To Pray as a Jew: A Guide to the Prayer Book and the Synagogue Service by Rabbi Hayim Halevy Donin (Basic Books, 1980). An exhaustive roadmap to the whys (why do we pray?) and whens (when we stand and sit, etc.), it covers the entire landscape of tefilah.
The World of Prayer, by Rabbi Dr. Elie Munk (Feldheim) The two parts of this series — daily prayers, Sabbath and festival prayers — were written a decade apart from 1953 to 1963, offering an introduction, with traditional commentaries, to the entire siddur.
As For Me — My Prayer: A Commentary on the Daily Prayers, Nissan Mindel (Kehot Publication Society, 1972). The author, a Lubavitch scholar, writes an introduction to prayer geared for the serious pray-er, assuming the reader’s knowledge and belief.
A Guide to Jewish Prayer, 1998, Rabbi Isaiah Wohlgemuth (J. Robinson) A native of Germany who taught for decades at the Maimonides School in Boston, Rabbi Wohlgemuth combines erudition with intriguing references to Christian and non-Jewish culture.
Touched by a Prayer by Rabbi Yechiel Spero (Mesorah Publications, 2007 and 2008). Part of the author’s “Touched by a” … series of books offering inspirational stories, these two illustrate how prayer, arranged around individual verses, changed people’s lives.
Towards Meaningful Prayer: Inspiring Thoughts and Stories on Tefilah from Classic Sources (I and II) by S. Feldbrand (Lishmoa Lilmod U’Lelamed, 2003 and 2007). Scores of vignettes on topics like the power of prayer and “Knowing What to Ask.”
The Modern Crop
On Changes in Jewish Liturgy: Options and Limitations by Daniel Sperber (Urim Publications, 2010) The Israeli scholar approaches tefillah prayer from the direction of essays on grammar and history, Talmudic thought and halachic perspectives.
A Window to the Siddur by Rabbi Walter Orenstein (Urim Publications, 2009). A husband-and-wife dialogue on the meaning and structure and philosophy of the daily and Shabbat tefillah. Informed by knowledge, but more accessible than standard, learned essays.
Shemoneh Esrei: The Depth and Beauty of Our Daily Tefillah by Rabbi Zev Leff (Targum Press, 2008). A step-by-step discussion, with learned commentary, on the contents of the Amidah (standing prayer) that constitutes the heart of the weekday prayer service.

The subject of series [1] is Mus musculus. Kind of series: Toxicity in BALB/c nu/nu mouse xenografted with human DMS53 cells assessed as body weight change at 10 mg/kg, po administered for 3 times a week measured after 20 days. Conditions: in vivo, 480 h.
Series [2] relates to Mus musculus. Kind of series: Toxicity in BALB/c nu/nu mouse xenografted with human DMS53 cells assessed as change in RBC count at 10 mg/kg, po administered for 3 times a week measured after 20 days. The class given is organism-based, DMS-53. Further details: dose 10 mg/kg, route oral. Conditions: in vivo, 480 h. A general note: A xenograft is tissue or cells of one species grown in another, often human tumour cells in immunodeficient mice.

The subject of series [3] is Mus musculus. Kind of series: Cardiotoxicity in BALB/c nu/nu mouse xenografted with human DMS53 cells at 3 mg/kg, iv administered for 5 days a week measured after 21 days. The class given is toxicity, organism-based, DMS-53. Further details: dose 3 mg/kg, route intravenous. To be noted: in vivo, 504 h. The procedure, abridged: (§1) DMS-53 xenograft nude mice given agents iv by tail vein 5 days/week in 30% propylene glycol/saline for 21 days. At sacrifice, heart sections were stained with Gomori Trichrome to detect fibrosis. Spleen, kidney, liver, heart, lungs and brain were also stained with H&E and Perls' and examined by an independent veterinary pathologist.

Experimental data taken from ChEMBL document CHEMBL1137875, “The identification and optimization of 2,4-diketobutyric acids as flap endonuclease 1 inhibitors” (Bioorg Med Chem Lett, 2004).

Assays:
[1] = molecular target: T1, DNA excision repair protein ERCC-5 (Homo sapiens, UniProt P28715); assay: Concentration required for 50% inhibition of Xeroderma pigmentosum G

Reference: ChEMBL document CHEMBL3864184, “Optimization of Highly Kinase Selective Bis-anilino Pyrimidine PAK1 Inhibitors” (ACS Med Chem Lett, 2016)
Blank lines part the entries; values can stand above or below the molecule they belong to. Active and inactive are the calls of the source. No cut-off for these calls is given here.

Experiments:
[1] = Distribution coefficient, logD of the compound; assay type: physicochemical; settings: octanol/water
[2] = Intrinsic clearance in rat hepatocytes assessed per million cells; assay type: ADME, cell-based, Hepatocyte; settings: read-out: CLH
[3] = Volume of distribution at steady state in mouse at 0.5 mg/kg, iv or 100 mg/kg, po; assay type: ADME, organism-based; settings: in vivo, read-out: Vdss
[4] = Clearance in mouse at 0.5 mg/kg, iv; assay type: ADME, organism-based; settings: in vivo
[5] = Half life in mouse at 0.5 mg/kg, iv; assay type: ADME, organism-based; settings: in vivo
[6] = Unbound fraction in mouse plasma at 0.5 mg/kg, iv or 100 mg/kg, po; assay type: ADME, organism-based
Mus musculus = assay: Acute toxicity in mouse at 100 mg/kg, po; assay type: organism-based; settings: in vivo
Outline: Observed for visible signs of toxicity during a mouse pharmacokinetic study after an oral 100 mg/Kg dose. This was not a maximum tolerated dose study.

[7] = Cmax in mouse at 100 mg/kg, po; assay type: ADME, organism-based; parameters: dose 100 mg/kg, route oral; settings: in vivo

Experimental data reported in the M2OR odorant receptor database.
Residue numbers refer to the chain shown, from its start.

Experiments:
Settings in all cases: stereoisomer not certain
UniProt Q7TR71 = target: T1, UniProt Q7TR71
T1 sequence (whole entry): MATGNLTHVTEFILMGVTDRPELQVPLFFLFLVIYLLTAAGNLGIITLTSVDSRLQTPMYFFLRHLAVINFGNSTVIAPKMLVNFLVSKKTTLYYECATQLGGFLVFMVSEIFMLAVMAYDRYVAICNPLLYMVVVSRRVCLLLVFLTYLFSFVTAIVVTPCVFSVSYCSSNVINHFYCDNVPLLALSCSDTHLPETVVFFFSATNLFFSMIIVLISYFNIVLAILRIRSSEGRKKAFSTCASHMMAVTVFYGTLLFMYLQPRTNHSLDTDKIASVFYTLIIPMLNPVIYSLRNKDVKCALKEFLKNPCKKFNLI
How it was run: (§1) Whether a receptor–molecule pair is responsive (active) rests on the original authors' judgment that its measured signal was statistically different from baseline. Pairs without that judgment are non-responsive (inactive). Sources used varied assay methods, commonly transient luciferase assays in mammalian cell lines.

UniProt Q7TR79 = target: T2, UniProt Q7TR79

Praying With Fire: Igniting the Power of Your Tefilah by Rabbi Heshy Kleinman (Mesorah Publications, 2005). In a practical, hands-on “5-minute lesson-a-day” format, Rabbi Kleinman presents advice, rabbinical insights, illustrative stories and discussion questions.
Twerski on Prayer: Creating the bond between man and his maker by Rabbi Dr. Abraham Twerski (Shaar Press, 2004). An accessible insight into the daily, Shabbat and yom tov liturgy, complete with his standard chasidic stories and personal vignettes.
Worship of the Heart: Essays on Jewish Prayer by Rabbi Joseph B. Soloveitchik (Ktav and Toras HaRav Foundation, 2003). Culled from the decades of writings and lectures of the late philosophical leader of Modern Orthodoxy. Profound; not easy reading.
Rav Schwab on Prayer: The Teachings of Rabbi Shimon Schwab on the Siddur (Mesorah Publications, 2001). Scholarly and thorough, similar in style to Rabbi Twerski’s work. Rabbi Schwab was the longtime leader of Washington Heights’ Orthodox community.
A Guide to Jewish Prayer by Rabbi Adin Steinsaltz (Schocken Books, 2000). From the Israeli author and teacher who brought Talmud study to the masses, the text for the beginner: features the essence of prayer, the music of prayer and historical notes.